One of the oldest veterans of service to the Navy is 78-year-old Ng Muk- kam, known by the ratings as Side Party Jenny, because she and a redoubtable band of women colleagues were employed clambering around the sides of ships painting and polishing them.

Her succinct verdict on the state of the Navy is that the older ships were nicer but that the new ones are tidier and easier to clean.

"When I decommission Tamar", says Sir Jock, "in one sense it's very sad, but at the same time I regard it as the start of a new era". He points out that the modern Navy is far more self-sufficient, and no longer requires fixed land bases.

He hopes China will allow Britain to make naval visits to its old home in Hong Kong, though it is hard to believe the outgoing colonial power will be top of the visitors' list.

Suggested Topics
News
Russell Brand was in typically combative form during his promotional interview with Newsnight's Evan Davis
peopleReports that Brand could stand for Mayor on an 'anti-politics' ticket
News
The clocks go forward an hour at 1am on Sunday 30 March
news
Arts and Entertainment
The Doctor finds himself in a forest version of London in Doctor Who episode 'In the Forest of the Night'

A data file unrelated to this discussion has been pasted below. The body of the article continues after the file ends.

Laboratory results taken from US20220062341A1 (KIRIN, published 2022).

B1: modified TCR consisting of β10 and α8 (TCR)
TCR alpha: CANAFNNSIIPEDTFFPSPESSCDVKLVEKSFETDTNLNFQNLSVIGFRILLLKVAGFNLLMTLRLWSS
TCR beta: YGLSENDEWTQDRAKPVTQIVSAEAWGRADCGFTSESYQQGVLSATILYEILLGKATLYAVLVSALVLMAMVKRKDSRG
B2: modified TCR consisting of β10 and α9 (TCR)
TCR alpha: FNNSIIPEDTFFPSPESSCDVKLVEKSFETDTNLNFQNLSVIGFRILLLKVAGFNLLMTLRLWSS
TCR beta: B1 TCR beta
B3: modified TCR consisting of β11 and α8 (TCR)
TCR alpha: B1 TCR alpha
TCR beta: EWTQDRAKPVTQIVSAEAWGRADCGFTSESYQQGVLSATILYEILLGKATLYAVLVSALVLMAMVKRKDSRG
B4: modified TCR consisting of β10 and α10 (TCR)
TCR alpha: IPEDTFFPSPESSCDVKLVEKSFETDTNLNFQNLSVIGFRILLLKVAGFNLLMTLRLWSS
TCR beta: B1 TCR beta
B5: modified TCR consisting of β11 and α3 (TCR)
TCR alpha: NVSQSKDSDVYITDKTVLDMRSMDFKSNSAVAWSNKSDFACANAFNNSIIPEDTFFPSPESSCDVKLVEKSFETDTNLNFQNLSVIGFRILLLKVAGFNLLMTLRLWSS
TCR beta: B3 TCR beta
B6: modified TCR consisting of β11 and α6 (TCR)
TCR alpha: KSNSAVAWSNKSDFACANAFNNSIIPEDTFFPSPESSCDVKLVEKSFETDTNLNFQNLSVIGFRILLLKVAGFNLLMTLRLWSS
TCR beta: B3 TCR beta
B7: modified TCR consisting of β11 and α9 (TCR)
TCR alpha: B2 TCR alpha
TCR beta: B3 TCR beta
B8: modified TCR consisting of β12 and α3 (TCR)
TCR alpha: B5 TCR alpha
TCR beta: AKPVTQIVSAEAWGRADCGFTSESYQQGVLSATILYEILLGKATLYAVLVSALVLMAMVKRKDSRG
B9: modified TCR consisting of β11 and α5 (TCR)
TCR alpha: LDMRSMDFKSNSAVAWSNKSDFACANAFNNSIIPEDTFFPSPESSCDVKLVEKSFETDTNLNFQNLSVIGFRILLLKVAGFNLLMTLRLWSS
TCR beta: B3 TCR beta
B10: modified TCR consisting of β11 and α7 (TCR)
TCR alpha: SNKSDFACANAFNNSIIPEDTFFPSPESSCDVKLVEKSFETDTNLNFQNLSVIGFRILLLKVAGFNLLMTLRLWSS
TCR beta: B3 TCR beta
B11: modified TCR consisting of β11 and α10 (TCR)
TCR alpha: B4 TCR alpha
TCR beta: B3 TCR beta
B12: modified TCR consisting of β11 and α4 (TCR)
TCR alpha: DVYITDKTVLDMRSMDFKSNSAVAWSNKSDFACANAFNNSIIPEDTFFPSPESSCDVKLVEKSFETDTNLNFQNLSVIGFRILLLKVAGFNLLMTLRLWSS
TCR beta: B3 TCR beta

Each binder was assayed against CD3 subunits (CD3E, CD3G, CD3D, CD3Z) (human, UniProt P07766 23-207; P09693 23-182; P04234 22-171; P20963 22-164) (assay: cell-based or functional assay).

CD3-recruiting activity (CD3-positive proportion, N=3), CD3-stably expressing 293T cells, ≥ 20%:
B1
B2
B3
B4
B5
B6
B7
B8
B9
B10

TVReview: Is the Doctor ever going stop frowning? Apparently not.
News
Voluminous silk drawers were worn by Queen Victoria
newsThe silk underwear is part of a growing trade in celebrity smalls
PROMOTED VIDEO
Have you tried new the Independent Digital Edition apps?
News
ebooksAn unforgettable anthology of contemporary reportage
Sport
footballMatch report: Real fight back to ruin Argentinian's debut
News
Candidates with surnames that start with an A have an electoral advantage
newsVoters are biased towards names with letters near start of alphabet
Arts and Entertainment
Isis with Lord Grantham (Hugh Bonneville)
TV
Arts and Entertainment
Jay James
TVReview: Performances were stale and cheesier than a chunk of Blue Stilton left out for a month
Latest stories from i100
Have you tried new the Independent Digital Edition apps?
Independent Dating
and  

By clicking 'Search' you
are agreeing to our
Terms of Use.

iJobs Job Widget
iJobs General

Maths Teacher

£110 - £200 per day: Randstad Education Leeds: Secondary Maths Teacher for spe...

Business Analyst - Surrey - Permanent - Up to £50k DOE

£40000 - £50000 Per Annum Excellent benefits: Clearwater People Solutions Ltd:...

***ASP.NET Developer - Cheshire - £35k - Permanent***

£30000 - £35000 Per Annum Excellent benefits: Clearwater People Solutions Ltd:...

***Solutions Architect*** - Brighton - £40k - Permanent

£35000 - £40000 Per Annum Excellent benefits: Clearwater People Solutions Ltd:...

Day In a Page

Wilko Johnson, now the bad news: musician splits with manager after police investigate assault claims

Wilko Johnson, now the bad news